Prioritization of Viral Subtypes for Surveillance and Control

Influenza experts agree that another influenza pandemic is inevitable and may be imminent (Fig. 1). A major challenge in controlling influenza is the sheer magnitude of the animal reservoirs. It is not logistically possible to prepare reagents and vaccines against all strains of influenza encountered in animal reservoirs, and therefore, virus subtypes must be prioritized for pandemic vaccine and reagent preparation. Preliminary findings have identified the H2, H5, H6, H7, and H9 subtypes of influenza A as those most likely to be transmitted to humans. [Influenza viruses are typed according to their hemagglutinin (H) and neuraminidase (N) surface glycoproteins.] The influenza A subtypes currently circulating in humans, H1 and H3, continue to experience antigenic drift. That is, their antigenic surface glycoproteins are continually modified, allowing them to escape the population's immunity to the previous strain and thus to continue causing annual outbreaks. Although these continual modifications may lead to an increase in virulence, the mildness of the past three influenza seasons suggests that the dominance of the H1N1 and H3N2 viruses is waning as their ability to cause serious disease becomes increasingly attenuated. H2 influenza viruses are included in the high-risk category because they were the causative agent of the 1957 “Asian flu” pandemic and were the only influenza A subtype circulating in humans between 1957 and 1968. Counterparts of the 1957 H2N2 pandemic virus continue to circulate in wild and domestic duck reservoirs. Under the right conditions (which are still not completely understood), H2N2 viruses could again be transmitted to and spread among humans, none of whom under the age of 30 years now has immunity to this virus. Seroarchaeology data from the late 19th and early 20th centuries indicate that only the H1, H2, and H3 influenza virus subtypes have been successfully transmitted among humans. It is possible, but unlikely, that they are the only subtypes able to do so.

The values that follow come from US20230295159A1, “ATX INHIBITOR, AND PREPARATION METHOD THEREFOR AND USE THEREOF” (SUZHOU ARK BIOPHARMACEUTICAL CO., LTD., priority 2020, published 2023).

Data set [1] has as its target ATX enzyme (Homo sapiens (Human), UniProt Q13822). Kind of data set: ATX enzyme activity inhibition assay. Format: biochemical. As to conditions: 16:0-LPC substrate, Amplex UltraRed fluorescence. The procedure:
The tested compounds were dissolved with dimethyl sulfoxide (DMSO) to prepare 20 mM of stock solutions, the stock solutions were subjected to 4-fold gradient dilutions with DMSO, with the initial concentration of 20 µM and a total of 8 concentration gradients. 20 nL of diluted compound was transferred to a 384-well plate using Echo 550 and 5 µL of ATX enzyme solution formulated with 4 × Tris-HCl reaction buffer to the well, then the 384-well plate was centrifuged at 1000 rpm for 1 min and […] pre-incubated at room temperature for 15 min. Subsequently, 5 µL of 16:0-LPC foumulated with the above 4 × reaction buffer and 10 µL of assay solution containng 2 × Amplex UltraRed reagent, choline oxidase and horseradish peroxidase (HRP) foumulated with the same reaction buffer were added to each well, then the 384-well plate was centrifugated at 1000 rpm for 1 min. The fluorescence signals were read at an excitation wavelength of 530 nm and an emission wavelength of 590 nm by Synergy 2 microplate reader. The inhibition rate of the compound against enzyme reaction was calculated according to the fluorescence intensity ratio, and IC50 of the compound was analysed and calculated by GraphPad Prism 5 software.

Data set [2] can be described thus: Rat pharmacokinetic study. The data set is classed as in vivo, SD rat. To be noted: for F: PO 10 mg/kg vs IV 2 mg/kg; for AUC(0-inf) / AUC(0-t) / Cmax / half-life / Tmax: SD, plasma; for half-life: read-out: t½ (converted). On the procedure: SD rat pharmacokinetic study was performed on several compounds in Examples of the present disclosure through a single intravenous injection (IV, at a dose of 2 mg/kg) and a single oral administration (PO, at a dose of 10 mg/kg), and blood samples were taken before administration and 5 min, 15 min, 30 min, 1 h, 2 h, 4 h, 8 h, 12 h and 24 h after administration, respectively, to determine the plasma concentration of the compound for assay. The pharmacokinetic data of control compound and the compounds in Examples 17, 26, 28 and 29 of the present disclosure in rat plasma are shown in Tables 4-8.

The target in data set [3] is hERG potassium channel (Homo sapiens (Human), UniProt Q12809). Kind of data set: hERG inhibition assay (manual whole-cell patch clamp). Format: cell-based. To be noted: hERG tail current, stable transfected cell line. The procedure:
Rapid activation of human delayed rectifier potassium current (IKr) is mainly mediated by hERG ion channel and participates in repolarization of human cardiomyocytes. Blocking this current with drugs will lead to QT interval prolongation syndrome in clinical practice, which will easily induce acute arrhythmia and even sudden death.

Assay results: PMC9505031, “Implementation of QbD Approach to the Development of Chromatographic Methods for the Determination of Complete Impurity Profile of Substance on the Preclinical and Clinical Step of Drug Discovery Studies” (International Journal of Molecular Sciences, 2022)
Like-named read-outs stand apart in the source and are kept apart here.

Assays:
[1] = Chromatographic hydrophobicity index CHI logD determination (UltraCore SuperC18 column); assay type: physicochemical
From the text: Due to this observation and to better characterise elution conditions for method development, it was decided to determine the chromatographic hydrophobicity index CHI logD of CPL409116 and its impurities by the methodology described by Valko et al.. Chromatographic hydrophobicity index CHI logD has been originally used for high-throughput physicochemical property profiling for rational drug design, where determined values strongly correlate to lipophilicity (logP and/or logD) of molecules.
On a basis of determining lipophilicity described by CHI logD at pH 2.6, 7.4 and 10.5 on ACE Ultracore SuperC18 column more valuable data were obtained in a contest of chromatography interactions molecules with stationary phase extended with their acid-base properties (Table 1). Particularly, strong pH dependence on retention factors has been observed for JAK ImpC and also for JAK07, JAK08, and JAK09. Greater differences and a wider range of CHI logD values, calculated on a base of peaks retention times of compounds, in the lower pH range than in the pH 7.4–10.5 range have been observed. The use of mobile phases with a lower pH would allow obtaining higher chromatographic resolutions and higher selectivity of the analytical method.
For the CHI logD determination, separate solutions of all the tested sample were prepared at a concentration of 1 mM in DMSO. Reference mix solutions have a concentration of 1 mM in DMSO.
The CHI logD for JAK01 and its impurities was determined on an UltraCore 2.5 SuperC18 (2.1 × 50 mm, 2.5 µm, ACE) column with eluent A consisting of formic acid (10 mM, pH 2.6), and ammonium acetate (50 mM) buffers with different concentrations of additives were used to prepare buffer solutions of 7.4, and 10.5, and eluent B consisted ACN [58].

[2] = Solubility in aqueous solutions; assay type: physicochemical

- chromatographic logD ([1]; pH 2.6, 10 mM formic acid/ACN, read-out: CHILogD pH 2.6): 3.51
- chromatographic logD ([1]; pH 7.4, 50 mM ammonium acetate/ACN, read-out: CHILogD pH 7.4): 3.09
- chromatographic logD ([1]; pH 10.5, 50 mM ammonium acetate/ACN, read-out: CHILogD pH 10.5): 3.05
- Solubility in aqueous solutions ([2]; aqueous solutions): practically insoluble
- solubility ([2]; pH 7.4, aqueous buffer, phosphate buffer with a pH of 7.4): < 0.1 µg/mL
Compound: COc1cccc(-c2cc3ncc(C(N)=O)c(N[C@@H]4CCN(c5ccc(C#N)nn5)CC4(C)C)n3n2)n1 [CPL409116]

Fig. 1.

Timeline of human influenza over the past 100 years. The black triangles represent documented human influenza A infections characterized by multiple cases. In each instance the species of animals implicated in the emergence of disease is highlighted. Since 1997 there has been a disproportionate increase in the number of reports of novel subtypes in humans and in the number of animal and bird species involved, suggesting that the next influenza pandemic is imminent.

Not only are the H1, H2, and H3 influenza viruses of concern, but the H5 subtype has threatened to emerge as a human pandemic pathogen since 1997, when it killed 6 of 18 infected humans. Before that event, the receptor specificity of avian influenza viruses was thought to prevent their direct transmission to humans. Transmission from aquatic birds to humans was hypothesized to require infection of an intermediate host, such as the pig, that has both human-specific (α2-6 sialic acid) and avian-specific (α2-3 sialic acid) receptors on its respiratory epithelium. The 1997 H5N1 event demonstrated that domestic poultry species may also act as intermediate hosts. H5N1 viruses continue to emerge and evolve despite heroic measures taken to break their evolutionary cycle in the live poultry markets of Hong Kong: the elimination of live ducks and geese (the original source), the elimination of quail (the source of the internal genes of H5N1/97), and the institution of monthly “clean days,” when all 1000-plus retail markets are emptied and cleaned.

Two things have become clear. Live poultry markets are potential breeding grounds for influenza and other emerging disease agents, and there is an Asian source of H5N1 influenza viruses outside of Hong Kong SAR. Between 1997 and 2003, H5N1 virus was isolated from duck meat imported from China into Korea (10) and Japan (11). These observations suggest that ducks and possibly other avian species in mainland China are a reservoir of H5N1, although there have been no official reports of H5N1 virus in China.